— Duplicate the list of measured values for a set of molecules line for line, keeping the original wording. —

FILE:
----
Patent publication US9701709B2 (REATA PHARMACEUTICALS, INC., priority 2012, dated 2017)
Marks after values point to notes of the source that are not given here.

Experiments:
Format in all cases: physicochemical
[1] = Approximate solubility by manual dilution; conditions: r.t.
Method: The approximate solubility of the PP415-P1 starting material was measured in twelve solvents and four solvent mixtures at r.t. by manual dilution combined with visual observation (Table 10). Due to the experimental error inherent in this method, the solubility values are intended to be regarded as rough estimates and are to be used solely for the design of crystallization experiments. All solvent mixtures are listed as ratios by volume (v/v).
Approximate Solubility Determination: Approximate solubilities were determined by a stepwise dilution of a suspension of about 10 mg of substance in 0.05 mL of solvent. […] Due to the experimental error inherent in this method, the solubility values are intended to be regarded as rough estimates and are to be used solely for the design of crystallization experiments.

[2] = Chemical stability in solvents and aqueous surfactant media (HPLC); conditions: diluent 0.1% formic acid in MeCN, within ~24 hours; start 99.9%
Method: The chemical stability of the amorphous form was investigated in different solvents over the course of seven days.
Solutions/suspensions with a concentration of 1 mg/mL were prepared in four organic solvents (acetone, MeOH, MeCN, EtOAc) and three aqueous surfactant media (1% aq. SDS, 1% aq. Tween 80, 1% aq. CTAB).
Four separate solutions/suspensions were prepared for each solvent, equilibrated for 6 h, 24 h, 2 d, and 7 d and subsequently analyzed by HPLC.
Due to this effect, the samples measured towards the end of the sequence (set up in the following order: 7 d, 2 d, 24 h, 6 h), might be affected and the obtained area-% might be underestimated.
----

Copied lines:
Patent publication US9701709B2 (REATA PHARMACEUTICALS, INC., priority 2012, dated 2017)
Marks after values point to notes of the source that are not given here.

Experiments:
Format in all cases: physicochemical
[1] = Approximate solubility by manual dilution; conditions: r.t.
Method: The approximate solubility of the PP415-P1 starting material was measured in twelve solvents and four solvent mixtures at r.t. by manual dilution combined with visual observation (Table 10). Due to the experimental error inherent in this method, the solubility values are intended to be regarded as rough estimates and are to be used solely for the design of crystallization experiments. All solvent mixtures are listed as ratios by volume (v/v).
Approximate Solubility Determination: Approximate solubilities were determined by a stepwise dilution of a suspension of about 10 mg of substance in 0.05 mL of solvent. […] Due to the experimental error inherent in this method, the solubility values are intended to be regarded as rough estimates and are to be used solely for the design of crystallization experiments.

[2] = Chemical stability in solvents and aqueous surfactant media (HPLC); conditions: diluent 0.1% formic acid in MeCN, within ~24 hours; start 99.9%
Method: The chemical stability of the amorphous form was investigated in different solvents over the course of seven days.
Solutions/suspensions with a concentration of 1 mg/mL were prepared in four organic solvents (acetone, MeOH, MeCN, EtOAc) and three aqueous surfactant media (1% aq. SDS, 1% aq. Tween 80, 1% aq. CTAB).
Four separate solutions/suspensions were prepared for each solvent, equilibrated for 6 h, 24 h, 2 d, and 7 d and subsequently analyzed by HPLC.
Due to this effect, the samples measured towards the end of the sequence (set up in the following order: 7 d, 2 d, 24 h, 6 h), might be affected and the obtained area-% might be underestimated.